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Agoracritus /ˌæɡəˈrækrɪtəs/ (Greek Ἀγοράκριτος Agorákritos; fl. late 5th century BC) was a famous sculptor in ancient Greece.[1]


Agoracritus was born on the island of Paros, and was active from about Olympiad 85 to 88, that is, from about 436 to 424 BC.[2] He was a pupil of the sculptor Phidias.[3]

Only four of Agoracritus' works are mentioned: a statue of Zeus and one of Athena Itonia in the temple of that goddess at Athens; a statue, probably of Cybele, in the temple of the Great Goddess at Athens;[2] and the Rhamnusian Nemesis. Respecting this last work there has been a great deal of discussion. The account which Pliny gives of it is that Agoracritus contended with Alcamenes (another distinguished disciple of Phidias) in making a statue of Venus; and that the Athenians, through an undue partiality towards their countryman, awarded the victory to Alcamenes. Agoracritus, indignant at his defeat, made some slight alterations so as to change his Venus into a Nemesis (the goddess of retribution or revenge), and sold it to the people of Rhamnus on the condition that it should never be set up in Athens.

Pausanias, without saying a word about Agoracritus, says that the Rhamnusian Nemesis was the work of Phidias, and was made out of the block of Parian marble which the Persians under Datis and Artaphernes brought with them for the purpose of setting up a trophy.[4] This account however has been overwhelmingly rejected as involving a confusion of the ideas connected by the Greeks with the goddess Nemesis.[5] The statue moreover was not of Parian, but of Pentelic marble.[6] Strabo, John Tzetzes, the Suda and Photius give other variations in speaking of this statue.[7][8] It seems generally agreed that Pliny's account of the matter is correct in most of the particulars; and there have been various dissertations on the way in which a statue of Venus could have been changed into one of Nemesis.[9][10][11]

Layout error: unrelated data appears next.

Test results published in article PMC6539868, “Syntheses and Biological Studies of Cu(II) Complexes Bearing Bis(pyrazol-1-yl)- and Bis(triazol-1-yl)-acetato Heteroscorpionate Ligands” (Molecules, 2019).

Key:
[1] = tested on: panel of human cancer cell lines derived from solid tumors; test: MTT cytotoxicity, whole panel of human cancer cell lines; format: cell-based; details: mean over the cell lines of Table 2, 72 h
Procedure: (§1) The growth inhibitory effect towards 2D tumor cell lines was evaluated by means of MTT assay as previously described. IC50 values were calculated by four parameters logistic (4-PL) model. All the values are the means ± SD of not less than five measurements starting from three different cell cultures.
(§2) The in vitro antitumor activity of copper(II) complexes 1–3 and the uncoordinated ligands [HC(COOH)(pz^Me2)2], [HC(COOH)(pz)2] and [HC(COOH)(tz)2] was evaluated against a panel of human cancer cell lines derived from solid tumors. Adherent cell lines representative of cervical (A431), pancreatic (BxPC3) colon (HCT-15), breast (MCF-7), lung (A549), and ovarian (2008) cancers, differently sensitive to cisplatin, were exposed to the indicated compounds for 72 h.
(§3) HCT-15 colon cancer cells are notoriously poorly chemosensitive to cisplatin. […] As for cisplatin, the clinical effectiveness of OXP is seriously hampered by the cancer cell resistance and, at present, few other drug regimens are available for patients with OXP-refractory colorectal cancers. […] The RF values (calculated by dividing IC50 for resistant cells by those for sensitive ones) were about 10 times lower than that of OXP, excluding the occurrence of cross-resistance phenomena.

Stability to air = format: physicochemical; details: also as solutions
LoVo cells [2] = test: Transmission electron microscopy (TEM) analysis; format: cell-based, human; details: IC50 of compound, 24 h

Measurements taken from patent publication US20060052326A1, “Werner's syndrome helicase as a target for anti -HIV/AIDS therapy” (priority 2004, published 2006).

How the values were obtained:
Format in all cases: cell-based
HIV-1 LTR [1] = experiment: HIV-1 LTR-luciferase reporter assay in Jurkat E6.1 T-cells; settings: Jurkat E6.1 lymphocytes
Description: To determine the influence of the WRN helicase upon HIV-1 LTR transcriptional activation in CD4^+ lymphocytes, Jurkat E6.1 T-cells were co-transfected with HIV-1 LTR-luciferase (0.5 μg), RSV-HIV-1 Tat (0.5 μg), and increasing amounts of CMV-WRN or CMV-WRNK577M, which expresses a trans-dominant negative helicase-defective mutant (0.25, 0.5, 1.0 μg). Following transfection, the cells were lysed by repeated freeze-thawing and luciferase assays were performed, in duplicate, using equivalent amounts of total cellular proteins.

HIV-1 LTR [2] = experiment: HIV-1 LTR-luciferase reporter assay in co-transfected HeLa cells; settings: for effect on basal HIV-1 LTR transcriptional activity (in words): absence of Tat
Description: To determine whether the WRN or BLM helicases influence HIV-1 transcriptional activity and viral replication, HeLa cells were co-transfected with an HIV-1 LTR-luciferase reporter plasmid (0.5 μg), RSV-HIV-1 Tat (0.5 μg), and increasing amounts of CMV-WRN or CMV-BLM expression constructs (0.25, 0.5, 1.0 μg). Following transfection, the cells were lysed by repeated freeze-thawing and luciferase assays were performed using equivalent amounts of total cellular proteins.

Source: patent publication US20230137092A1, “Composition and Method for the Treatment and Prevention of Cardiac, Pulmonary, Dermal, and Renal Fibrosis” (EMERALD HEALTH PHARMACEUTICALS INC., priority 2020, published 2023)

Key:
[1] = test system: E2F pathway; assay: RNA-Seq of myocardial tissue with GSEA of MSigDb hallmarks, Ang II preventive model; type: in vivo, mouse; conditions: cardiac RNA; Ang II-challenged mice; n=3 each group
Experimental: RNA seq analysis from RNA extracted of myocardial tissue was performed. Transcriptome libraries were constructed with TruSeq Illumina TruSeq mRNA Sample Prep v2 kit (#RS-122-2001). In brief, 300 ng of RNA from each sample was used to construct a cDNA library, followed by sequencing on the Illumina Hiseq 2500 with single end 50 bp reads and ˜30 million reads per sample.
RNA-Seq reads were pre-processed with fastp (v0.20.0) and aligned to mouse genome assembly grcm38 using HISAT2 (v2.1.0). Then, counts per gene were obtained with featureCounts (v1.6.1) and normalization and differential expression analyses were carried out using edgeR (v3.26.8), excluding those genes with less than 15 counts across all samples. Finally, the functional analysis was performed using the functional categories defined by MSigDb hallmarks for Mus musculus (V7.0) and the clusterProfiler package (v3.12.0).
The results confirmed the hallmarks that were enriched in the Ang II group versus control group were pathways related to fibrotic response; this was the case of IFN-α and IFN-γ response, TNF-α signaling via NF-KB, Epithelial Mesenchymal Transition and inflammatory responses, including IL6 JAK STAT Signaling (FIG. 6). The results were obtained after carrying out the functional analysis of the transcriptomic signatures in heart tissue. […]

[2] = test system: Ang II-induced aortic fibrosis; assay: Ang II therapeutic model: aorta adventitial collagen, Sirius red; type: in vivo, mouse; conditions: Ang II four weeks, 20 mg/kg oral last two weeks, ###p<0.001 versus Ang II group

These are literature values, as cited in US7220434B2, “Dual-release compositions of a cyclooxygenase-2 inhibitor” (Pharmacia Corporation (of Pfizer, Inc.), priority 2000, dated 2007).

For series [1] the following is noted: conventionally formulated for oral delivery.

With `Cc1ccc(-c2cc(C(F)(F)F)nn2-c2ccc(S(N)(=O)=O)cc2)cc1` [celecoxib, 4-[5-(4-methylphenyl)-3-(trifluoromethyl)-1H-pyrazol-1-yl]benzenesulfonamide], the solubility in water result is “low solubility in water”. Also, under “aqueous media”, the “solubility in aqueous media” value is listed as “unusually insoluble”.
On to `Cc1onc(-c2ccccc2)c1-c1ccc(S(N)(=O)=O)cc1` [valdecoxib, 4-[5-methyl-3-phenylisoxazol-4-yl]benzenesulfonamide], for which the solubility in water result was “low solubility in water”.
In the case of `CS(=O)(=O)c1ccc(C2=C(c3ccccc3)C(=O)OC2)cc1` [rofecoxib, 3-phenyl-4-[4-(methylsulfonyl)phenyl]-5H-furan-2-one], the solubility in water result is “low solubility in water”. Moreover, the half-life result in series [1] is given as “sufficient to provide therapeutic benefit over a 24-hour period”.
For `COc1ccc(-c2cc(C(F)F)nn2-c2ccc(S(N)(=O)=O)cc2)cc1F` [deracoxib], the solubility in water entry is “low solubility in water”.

As late as the early 20th century, parts of the statue's head were in the British Museum; some fragments of the reliefs which adorned the pedestal were in the museum at Athens.[12] By the beginning of the 21st century, enough fragments had been recovered (including the base) that a partial reconstruction of Agoracritus' Nemesis was performed in Rhamnus. In it, Nemesis is depicted holding an apple branch and a phiale, wearing a crown decorated with deer. The base depicts Leda showing Helen to Tyndareus.[5]

Agoracritus is also a character (the sausage seller) in Greek playwright Aristophanes' play The Knights.


  1. ^ Mason, Charles Peter (1867), "Agoracritus", in Smith, William (ed.), Dictionary of Greek and Roman Biography and Mythology, 1, Boston: Little, Brown and Company, p. 75
  2. ^ a b Pliny, Naturalis Historia xxxvi. 5. s. 4
  3. ^ Chisholm, Hugh, ed. (1911). "Agoracritus" . Encyclopædia Britannica. 1 (11th ed.). Cambridge University Press. p. 381.
  4. ^ See Theteaetus and Parmenio, Anthol. Gr. Planud. iv. 12, 221, 222
  5. ^ a b Stewart, Anthony F. (1996), "Agoracritus", in Hornblower, Simon (ed.), Oxford Classical Dictionary, Oxford: Oxford University Press
  6. ^ The Unedited Antiquities of Attica, p. 43
  7. ^ Strabo, ix. p. 396
  8. ^ John Tzetzes, Chiliades vii. 154
  9. ^ Johann Joachim Winckelmann, Sämmtliche Werke von J. Eiselein, vol. v. p. 364
  10. ^ Jörgen Zoega, Abhandlungen, pp. 56—62
  11. ^ Karl Otfried Müller, Arch. d. Kunst p. 102
  12. ^ Chisholm 1911.

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